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Learning to Navigate in Visual Environments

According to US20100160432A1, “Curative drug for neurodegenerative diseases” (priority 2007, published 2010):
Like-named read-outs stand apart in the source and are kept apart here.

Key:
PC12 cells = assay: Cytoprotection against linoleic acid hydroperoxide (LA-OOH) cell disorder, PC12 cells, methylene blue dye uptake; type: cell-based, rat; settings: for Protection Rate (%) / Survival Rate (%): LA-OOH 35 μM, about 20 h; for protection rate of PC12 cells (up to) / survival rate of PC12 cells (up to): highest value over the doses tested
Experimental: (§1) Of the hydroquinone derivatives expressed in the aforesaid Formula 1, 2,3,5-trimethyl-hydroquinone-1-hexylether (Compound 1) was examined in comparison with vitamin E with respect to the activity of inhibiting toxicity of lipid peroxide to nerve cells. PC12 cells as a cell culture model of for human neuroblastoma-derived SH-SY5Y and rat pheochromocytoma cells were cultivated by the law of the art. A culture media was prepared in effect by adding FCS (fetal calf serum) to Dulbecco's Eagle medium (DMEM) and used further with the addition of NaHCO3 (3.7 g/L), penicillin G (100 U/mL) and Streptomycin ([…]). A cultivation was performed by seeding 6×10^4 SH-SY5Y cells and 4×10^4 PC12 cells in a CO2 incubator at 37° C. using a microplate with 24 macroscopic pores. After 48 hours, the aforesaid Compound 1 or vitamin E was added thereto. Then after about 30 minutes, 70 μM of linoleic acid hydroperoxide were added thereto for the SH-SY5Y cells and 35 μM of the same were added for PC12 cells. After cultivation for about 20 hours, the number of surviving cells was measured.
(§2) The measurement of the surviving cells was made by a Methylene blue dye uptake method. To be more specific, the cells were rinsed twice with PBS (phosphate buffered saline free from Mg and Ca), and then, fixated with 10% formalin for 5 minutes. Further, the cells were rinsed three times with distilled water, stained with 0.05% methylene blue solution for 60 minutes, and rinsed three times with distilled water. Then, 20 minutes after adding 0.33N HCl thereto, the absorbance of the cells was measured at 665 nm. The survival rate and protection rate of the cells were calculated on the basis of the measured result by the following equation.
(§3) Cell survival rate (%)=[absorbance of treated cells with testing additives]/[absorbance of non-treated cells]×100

Artificially intelligent agents with some degree of autonomy in the real world must learn to complete visual navigation tasks. In this dissertation, we consider the learning problem of visual navigation, as well as implementation issues facing agents that utilize learned visual perception systems. We begin by formulating visual navigation tasks in the setting of deep reinforcement learning under partial observation. Previous approaches to deep reinforcement learning do not adequately address partial observation while remaining sample-efficient. Our first contribution is a novel deep reinforcement learning algorithm, advantage-based regret minimization (ARM), which learns robust policies in visual navigation tasks in the presence of partial observability. Next, we are motivated by performance bottlenecks arising from large scale supervised learning for training visual perception systems. Previous distributed training approaches are affected by synchronization or communication bottlenecks which limit their scaling to multiple compute nodes. Our second contribution is a distributed training algorithm, gossiping SGD, which avoids both synchronization and centralized communication. Finally, we consider how to train deep convolutional neural networks when inputs and activation tensors have high spatial resolution and do not easily fit in GPU memory. Previous approaches to reducing memory usage of deep convnets involve trading off between computation and memory usage. Our third and final contribution is an implementation of spatially parallel convolutions, which partition activation tensors along the spatial axes between multiple GPUs, and achieve practically linear strong scaling.

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